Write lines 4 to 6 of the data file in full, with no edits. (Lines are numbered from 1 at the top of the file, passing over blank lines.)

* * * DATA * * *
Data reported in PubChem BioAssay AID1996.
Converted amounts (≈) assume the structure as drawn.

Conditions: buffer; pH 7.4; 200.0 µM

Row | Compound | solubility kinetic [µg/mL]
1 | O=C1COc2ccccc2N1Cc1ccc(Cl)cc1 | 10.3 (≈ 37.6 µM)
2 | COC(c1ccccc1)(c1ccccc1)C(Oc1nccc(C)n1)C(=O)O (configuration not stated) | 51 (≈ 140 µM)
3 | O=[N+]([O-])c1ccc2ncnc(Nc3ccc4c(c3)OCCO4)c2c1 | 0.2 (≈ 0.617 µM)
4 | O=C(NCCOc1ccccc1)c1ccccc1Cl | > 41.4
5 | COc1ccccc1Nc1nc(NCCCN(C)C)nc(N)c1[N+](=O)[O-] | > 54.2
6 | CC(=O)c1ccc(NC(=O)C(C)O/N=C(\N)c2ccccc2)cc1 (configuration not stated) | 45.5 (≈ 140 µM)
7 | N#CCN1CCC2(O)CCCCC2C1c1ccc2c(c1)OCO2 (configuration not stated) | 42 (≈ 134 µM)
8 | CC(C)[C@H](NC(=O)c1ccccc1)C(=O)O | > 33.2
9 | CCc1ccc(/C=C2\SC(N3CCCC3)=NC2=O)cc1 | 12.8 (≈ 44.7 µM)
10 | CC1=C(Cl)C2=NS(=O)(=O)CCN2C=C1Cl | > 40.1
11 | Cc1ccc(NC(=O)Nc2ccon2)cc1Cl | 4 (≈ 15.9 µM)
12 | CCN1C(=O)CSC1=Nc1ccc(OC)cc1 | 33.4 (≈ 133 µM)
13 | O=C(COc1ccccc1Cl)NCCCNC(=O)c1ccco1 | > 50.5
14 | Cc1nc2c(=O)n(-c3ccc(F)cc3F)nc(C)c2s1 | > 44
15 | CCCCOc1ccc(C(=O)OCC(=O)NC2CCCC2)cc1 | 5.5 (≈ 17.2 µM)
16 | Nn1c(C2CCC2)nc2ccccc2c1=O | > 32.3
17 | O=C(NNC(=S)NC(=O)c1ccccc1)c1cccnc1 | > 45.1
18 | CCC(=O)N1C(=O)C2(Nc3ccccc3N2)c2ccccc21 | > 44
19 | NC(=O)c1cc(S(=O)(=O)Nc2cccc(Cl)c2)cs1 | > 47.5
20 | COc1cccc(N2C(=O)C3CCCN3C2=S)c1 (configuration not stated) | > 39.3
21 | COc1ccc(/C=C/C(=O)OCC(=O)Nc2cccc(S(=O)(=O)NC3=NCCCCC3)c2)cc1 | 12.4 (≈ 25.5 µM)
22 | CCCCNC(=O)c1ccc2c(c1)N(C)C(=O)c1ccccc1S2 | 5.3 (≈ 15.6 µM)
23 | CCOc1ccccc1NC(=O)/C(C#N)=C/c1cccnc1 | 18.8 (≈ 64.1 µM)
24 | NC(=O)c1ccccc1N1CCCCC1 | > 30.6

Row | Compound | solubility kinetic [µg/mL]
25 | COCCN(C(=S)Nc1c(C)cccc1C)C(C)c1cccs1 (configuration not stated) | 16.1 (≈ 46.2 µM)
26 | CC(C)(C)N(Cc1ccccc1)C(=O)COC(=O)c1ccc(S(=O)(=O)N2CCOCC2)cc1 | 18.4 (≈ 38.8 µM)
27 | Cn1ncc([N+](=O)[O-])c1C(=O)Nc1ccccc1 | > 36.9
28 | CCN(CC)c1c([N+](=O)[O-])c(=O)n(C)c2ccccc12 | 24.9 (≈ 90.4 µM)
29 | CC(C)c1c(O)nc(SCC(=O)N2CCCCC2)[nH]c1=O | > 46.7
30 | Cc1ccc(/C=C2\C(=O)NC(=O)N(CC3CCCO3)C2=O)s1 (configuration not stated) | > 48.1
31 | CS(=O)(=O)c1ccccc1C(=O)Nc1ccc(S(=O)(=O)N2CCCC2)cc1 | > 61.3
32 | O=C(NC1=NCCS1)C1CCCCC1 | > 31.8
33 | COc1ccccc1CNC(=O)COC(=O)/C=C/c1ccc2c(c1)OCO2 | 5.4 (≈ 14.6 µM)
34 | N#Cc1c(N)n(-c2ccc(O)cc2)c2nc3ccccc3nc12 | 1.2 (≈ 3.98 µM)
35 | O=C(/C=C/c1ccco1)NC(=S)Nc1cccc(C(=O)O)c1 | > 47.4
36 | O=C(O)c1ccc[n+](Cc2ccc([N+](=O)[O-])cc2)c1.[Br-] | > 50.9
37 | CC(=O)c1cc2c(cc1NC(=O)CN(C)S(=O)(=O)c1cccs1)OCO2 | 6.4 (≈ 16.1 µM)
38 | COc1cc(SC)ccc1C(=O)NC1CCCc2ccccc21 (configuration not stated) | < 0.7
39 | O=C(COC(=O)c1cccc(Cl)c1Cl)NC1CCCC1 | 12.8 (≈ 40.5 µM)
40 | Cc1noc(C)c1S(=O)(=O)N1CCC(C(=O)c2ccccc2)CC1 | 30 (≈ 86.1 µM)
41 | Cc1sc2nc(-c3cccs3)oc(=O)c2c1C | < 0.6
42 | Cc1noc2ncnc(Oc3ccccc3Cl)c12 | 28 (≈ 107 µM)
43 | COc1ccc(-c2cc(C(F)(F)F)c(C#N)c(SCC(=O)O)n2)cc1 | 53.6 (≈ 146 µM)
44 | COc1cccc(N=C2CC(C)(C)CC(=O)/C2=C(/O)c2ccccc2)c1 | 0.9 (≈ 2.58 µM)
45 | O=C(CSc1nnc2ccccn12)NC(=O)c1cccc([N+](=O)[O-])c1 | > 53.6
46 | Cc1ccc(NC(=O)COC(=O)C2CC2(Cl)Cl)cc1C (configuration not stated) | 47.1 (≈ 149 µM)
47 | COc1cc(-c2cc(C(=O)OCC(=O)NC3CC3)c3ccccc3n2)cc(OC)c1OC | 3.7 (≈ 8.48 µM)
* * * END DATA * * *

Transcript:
Row | Compound | solubility kinetic [µg/mL]
1 | O=C1COc2ccccc2N1Cc1ccc(Cl)cc1 | 10.3 (≈ 37.6 µM)
2 | COC(c1ccccc1)(c1ccccc1)C(Oc1nccc(C)n1)C(=O)O (configuration not stated) | 51 (≈ 140 µM)